The selective toxicity of plasma treatment in vitro was demonstrated since human malignant keratinocytes (SCC) were significantly more sensitive to plasma treatment compared to human non-malignant (HaCaT) keratinocytes. This is in line with previous reports, showing a cytotoxic action and self-amplification of mitochondrial ROS production, following treatment in various human SCC cell lines, including FaDu, SNU1041, OSC19, SNU800, and HN9 [47,71,72]. Another study reported the involvement of catalytic iron in eliciting ferroptosis in plasma-treated human and mouse SCC lines, such as SAS, Ca9-22, HSC-2, HSC-3, HSC-4, Sa3, and Ho-1-u-1 [73]. This and another work [29] also suggested a certain degree of selectivity of plasma treatment towards cancer cells. This might be based on differences in the signaling responses translating a pro-oxidant milieu into cell death. For plasma medicine, molecules involved in this process might be related to, for instance, the Nrf2 pathway [36,74,75], heme oxygenase 1 (HMOX1) [76], or other antioxidant response elements [77]. Others have suggested that the lipid composition of tumor cells [78,79,80] and the expression of aquaporins [81,82,83] are also important for the selectivity of plasmas towards malignant cells. Plasma generates different ROS, such as ozone (O3), superoxide (O2), singlet delta oxygen (1O2), atomic oxygen (O), hydroxyl radical (OH), and hydrogen peroxide (H2O2) [84,85,86,87,88,89,90,91,92,93]. A study comparing different plasma feed gas compositions suggested thar nitrogen plasma inhibits SCC growth and migration most potently [94], which is in line with another report, which found nitric oxide (NO) to be important [95]. The kINPen plasma jet used in our study generates both reactive nitrogen species and NO, among other species [96]. This jet also generates a number of other types of reactive species, as thoroughly outlined in a recent review [97]. Which of these species are predominant in mediating effects in vivo is currently a topic of investigation, and conclusions are limited by the types of analysis available in distinguishing several types of reactive species from each other. For the in vitro results, the dominant types of ROS mediating an effect are long-lived oxidants, such as H2O2, and possibly nitrite and nitrate [98,99]. However, in vivo, other plasma agents may have contributed to the effects observed. The kINPen generates UV radiation but only to a low amount (1/30 of the allowed radiation) [100], at least in the non-conductive mode. Moreover, the UV treatment, but not the plasma treatment, led to SCC lesions in our animal model, exemplifying that the biologically relevant UV emission of the kINPen is not pathological. Our plasma jet also generates thermal radiation, but this is in the range of body temperature, making a contribution of heat to the effects of plasma observed unlikely. Another attribute of plasma is the presence of electric fields. However, argon plasma jets, such as the kINPen, have significantly lower electric field intensities compared to helium plasma jets or dielectric barrier discharges. This is exemplified by the fact that the electric field of the kINPen is insufficient to induce immediate permeabilization of the cell membrane [101]. The possibility of electrons and ions generated by the plasma contributing to the effects observed in vivo cannot be excluded.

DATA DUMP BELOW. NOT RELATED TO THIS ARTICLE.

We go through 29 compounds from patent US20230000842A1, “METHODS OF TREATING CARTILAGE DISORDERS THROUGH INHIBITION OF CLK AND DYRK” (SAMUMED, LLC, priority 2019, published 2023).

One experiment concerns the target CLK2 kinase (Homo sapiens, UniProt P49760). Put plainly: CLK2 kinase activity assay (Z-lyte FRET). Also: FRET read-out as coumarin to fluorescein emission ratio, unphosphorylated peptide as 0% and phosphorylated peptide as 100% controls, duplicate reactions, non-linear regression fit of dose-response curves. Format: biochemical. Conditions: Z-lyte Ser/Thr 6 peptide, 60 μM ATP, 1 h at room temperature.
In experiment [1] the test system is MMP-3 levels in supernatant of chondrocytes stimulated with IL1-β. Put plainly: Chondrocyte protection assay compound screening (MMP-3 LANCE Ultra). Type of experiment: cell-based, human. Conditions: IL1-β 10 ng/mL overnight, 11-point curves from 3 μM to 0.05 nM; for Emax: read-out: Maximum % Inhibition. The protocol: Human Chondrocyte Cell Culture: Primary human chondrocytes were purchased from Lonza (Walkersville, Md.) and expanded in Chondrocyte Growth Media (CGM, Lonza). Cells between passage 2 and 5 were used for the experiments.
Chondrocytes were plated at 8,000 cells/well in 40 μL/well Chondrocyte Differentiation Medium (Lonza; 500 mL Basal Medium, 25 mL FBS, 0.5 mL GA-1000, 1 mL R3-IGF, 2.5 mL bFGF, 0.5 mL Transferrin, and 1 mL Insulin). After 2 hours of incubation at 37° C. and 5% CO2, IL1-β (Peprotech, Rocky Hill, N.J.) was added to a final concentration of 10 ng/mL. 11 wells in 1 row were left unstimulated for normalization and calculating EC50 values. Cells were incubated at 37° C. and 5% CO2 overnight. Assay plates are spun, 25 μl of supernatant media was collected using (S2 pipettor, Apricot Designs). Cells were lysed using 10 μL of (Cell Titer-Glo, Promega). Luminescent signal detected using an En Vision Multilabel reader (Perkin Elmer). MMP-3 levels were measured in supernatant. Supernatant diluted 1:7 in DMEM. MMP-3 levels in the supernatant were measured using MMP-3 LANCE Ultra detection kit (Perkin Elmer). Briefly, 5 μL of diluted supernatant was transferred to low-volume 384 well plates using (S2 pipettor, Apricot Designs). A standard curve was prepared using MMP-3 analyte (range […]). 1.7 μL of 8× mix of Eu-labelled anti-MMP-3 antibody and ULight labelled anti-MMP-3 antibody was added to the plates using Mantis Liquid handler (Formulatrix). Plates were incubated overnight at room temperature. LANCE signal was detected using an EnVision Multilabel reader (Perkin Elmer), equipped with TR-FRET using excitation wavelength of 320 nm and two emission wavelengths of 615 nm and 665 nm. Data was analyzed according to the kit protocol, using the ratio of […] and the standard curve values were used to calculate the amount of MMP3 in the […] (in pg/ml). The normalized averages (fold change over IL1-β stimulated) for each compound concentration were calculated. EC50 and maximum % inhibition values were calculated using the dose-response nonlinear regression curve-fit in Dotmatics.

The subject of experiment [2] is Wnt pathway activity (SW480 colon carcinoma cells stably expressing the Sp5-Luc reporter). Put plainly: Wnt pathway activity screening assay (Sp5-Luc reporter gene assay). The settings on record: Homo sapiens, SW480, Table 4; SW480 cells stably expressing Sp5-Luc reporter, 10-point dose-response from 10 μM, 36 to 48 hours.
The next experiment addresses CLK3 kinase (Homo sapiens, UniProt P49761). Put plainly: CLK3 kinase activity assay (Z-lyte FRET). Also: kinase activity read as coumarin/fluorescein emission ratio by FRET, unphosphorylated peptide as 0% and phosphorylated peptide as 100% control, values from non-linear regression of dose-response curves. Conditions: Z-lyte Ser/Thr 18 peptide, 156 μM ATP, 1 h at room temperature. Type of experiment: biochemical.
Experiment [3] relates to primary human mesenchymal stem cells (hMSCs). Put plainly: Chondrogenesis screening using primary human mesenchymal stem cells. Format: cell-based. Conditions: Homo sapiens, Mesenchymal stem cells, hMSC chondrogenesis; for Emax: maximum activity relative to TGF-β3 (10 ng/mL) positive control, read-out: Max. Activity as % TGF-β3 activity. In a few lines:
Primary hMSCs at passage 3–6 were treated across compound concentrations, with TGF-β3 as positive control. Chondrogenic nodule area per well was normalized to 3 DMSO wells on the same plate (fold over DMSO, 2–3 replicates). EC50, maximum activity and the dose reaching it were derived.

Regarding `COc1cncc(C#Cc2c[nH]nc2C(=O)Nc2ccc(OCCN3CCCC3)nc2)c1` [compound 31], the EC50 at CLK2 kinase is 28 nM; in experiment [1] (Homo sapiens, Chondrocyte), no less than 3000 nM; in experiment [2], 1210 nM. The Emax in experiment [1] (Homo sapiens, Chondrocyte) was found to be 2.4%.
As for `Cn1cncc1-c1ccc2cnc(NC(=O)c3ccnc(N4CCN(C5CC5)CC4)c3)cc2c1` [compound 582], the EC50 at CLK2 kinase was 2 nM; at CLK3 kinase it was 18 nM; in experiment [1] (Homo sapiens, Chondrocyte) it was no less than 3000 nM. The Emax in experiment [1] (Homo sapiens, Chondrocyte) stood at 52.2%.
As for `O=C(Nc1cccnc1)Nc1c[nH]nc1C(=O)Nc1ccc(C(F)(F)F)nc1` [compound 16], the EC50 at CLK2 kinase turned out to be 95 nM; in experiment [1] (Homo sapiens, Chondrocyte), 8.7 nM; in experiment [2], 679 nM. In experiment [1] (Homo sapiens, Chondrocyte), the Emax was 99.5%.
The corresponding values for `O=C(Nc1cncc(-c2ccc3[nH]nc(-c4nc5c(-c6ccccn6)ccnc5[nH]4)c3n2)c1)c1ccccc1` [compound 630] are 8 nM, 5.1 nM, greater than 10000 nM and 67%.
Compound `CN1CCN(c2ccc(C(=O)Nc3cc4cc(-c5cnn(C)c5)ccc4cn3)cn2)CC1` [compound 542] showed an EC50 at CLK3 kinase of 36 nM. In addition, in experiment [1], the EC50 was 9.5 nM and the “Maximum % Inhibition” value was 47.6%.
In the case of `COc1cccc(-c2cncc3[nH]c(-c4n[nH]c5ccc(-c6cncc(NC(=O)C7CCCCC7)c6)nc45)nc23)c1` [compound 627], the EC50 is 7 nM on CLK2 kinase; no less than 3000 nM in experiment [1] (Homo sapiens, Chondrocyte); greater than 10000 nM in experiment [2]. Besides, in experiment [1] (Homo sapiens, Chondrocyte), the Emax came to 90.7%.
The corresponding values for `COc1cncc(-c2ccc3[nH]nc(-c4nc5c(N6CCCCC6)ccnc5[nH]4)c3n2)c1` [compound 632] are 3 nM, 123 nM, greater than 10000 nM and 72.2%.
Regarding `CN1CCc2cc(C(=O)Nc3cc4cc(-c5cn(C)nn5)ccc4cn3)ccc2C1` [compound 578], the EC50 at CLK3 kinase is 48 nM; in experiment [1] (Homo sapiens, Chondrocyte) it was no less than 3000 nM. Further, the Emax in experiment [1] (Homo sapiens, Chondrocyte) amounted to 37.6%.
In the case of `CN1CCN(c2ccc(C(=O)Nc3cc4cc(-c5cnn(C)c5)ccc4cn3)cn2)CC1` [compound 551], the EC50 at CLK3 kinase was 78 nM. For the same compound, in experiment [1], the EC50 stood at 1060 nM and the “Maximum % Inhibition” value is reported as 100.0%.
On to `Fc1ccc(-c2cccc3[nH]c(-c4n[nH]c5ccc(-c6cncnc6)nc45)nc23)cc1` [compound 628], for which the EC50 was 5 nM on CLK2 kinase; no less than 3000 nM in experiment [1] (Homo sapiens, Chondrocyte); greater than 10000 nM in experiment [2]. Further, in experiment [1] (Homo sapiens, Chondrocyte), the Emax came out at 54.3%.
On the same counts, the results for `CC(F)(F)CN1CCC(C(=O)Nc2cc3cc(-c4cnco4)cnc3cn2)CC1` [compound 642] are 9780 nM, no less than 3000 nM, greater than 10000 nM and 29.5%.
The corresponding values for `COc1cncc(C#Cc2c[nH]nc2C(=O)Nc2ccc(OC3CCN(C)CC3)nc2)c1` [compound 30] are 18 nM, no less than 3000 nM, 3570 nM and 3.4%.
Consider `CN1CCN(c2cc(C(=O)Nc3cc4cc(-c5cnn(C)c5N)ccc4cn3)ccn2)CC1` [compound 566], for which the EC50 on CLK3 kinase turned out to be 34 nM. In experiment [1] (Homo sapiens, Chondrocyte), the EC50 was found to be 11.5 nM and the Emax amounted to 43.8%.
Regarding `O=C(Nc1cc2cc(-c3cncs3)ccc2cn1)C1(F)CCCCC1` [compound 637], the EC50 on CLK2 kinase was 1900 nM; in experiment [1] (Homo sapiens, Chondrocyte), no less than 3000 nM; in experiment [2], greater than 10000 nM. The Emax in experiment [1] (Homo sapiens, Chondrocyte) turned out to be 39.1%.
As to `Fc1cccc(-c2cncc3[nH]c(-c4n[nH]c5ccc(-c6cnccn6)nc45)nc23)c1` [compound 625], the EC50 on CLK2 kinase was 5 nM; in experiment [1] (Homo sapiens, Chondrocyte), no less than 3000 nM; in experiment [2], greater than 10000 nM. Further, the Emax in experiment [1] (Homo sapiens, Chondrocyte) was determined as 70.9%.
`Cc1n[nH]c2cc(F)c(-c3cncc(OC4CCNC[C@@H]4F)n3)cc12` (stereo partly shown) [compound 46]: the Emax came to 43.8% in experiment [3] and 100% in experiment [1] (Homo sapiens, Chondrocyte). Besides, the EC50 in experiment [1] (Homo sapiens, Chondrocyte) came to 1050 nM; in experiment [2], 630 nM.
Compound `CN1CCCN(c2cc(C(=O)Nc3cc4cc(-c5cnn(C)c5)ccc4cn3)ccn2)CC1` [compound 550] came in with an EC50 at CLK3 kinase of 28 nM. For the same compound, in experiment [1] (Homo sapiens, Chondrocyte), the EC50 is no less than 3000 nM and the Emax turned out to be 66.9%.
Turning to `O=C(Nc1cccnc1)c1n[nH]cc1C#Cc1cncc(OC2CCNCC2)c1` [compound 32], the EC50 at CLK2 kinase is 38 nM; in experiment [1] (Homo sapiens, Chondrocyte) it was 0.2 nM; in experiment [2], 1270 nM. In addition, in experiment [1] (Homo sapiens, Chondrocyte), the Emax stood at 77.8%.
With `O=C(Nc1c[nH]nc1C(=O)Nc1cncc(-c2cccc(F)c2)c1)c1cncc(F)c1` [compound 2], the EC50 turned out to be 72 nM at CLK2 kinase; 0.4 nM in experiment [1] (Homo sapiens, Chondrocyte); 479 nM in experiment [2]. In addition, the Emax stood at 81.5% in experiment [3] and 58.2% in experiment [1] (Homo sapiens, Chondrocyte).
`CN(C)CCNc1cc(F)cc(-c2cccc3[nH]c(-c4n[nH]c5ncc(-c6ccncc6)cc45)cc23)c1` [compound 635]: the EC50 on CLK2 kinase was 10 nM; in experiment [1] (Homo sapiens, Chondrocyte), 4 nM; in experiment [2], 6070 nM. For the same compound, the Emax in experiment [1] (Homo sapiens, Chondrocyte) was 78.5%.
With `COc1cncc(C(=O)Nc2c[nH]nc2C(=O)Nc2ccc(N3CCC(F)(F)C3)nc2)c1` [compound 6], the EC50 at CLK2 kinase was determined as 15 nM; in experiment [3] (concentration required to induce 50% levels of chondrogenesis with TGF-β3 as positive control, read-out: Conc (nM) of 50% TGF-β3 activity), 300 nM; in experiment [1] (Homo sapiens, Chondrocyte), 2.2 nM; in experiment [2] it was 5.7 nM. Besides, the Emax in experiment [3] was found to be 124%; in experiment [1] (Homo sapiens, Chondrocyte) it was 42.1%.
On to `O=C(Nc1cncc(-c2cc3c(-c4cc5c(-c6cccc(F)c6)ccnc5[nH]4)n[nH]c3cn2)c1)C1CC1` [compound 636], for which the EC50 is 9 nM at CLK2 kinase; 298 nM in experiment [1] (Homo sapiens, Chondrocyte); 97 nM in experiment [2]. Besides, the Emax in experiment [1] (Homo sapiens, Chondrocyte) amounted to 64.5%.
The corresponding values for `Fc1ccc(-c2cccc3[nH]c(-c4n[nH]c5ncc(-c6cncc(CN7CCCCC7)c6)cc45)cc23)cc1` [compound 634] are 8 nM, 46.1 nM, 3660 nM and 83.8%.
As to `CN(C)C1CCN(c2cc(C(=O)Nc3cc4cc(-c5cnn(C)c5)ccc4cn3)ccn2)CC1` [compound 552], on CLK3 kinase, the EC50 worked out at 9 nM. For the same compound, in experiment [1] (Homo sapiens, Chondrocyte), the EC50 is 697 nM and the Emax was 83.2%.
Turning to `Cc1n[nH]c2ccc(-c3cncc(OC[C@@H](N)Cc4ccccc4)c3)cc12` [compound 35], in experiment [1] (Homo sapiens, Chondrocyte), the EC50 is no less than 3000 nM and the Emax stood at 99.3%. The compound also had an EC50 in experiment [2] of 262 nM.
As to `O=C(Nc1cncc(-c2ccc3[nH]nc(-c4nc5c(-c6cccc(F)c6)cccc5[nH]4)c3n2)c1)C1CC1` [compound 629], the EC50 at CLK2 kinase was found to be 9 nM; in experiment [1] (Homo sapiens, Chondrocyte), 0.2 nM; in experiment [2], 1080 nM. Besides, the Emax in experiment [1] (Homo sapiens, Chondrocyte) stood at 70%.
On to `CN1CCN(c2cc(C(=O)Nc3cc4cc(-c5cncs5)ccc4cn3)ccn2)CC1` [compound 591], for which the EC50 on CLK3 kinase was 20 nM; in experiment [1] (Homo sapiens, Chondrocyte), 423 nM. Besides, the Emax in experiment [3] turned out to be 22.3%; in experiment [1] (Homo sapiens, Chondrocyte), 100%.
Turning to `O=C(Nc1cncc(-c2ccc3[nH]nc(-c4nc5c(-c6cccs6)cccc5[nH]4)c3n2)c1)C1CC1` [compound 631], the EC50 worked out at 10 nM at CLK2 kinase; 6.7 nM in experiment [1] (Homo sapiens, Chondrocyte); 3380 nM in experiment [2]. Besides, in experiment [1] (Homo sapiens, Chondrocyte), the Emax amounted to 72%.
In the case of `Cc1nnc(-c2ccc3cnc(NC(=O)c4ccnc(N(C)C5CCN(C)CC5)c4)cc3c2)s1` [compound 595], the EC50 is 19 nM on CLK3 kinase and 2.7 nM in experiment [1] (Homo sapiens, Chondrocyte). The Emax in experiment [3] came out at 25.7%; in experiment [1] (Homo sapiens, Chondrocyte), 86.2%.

An underexplored research avenue is the combination of plasma treatment with existing therapeutic regimens to potentiate cytotoxic effects against SCC. Already in 2009, a proof-of-concept study suggested additive cytotoxicity of antibody-conjugated gold nanoparticles with plasma treatment against human YD-9 SCC cells in vitro based on results they have obtained with melanoma cells [102]. Promising results were seen in the combination of plasma therapy with traditional agents in melanoma treatment [103,104,105], which warrants further exploration for research on SCC in the future. This might also relate to combining plasma therapy with other physical modalities, such as pulsed electric fields, as recent reports have shown additive toxicity of both treatments in vitro [101,106].

4. Methods

4.1. Cell Culture

The in vitro experiments were carried out using three human cell lines, namely A431 (ATCC: CRL-1555) and SCC13 (CVCL-4029), as malignant cutaneous squamous cell carcinoma cell lines, and non-malignant HaCaT keratinocytes. Cell culture was performed in Dulbecco′s modified Eagle′s medium (DMEM; Pan Biotech, Aidenbach, Germany), supplemented with 10% fetal calf bovine serum (FCS), 2% glutamine, and 1% penicillin and streptomycin (Sigma, Steinheim, Germany). For experiments, absolute cell counting was performed in a semi-automatic manner using acoustic focusing flow cytometry (Thermo Scientific, Waltham, USA). For 2D experiments, cells were resuspended in Roswell Park Memorial Institute 1640 (RPMI; Pan Biotech, Aidenbach, Germany) medium at 1.25 × 105 per ml, and 750 µL were added per well of a 24-well plate (Eppendorf, Hamburg, Germany; catalog number: 0030722116). The plates have a rim that can be filled with sterile water to protect the cultures from excessive evaporation and the ′edge effect′. For 3D tumor spheroid formation, 1 × 104 cells were seeded in ultra-low attachment plates (Nunclon Sphera; Thermo Scientific, Waltham, MA, USA) and centrifuged.

4.2. Plasma Treatment and Cell Analysis